(6) required faith-based providers—but not other providers—that receive direct Federal financial assistance under a domestic social service program to provide written notice to program beneficiaries and potential beneficiaries of various rights, including nondiscrimination based on religion, the requirement that participation in any religious activities must be voluntary and that they must be provided separately from the Federally funded activities, and that beneficiaries may report violations; andStart Printed Page 2976

(7) required faith-based recipients of domestic direct social service program assistance to undertake reasonable efforts to identify an alternative provider if a beneficiary or prospective beneficiary objects to the religious character of the faith-based organization and, if such an alternative provider is available, to refer the beneficiary to an identified alternative provider and to make a record of the referral. See 81 FR at 19426-28.

President Trump has given new direction to the program established by President Bush and continued by President Obama. On May 4, 2017, President Trump issued Executive Order 13798, Presidential Executive Order Promoting Free Speech and Religious Liberty, 82 FR 21675 (May 4, 2017). Executive Order 13798 states that “Federal law protects the freedom of Americans and their organizations to exercise religion and participate fully in civic life without undue interference by the Federal Government. The executive branch will honor and enforce those protections.” It directed the Attorney General to “issue guidance interpreting religious liberty protections in Federal law.” Pursuant to this instruction, the Attorney General, on October 6, 2017, issued the Memorandum for All Executive Departments and Agencies, “Federal Law Protections for Religious Liberty,” 82 FR 49668 (October 26, 2017) (the “Attorney General's Memorandum on Religious Liberty”).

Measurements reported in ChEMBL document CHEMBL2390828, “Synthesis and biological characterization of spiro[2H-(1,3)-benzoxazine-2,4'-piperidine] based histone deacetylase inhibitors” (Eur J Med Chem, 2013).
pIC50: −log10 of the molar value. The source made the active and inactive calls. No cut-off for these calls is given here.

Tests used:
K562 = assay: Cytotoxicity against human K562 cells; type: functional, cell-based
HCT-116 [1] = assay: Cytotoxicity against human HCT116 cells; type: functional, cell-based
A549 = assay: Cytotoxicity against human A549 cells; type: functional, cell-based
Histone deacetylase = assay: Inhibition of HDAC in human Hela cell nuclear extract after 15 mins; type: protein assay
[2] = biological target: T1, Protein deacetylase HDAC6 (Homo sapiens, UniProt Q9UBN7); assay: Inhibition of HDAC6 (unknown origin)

The Attorney General's Memorandum on Religious Liberty emphasized that individuals and organizations do not give up religious liberty protections by providing government-funded social services, and that “government may not exclude religious organizations as such from secular aid programs . . . when the aid is not being used for explicitly religious activities such as worship or proselytization.”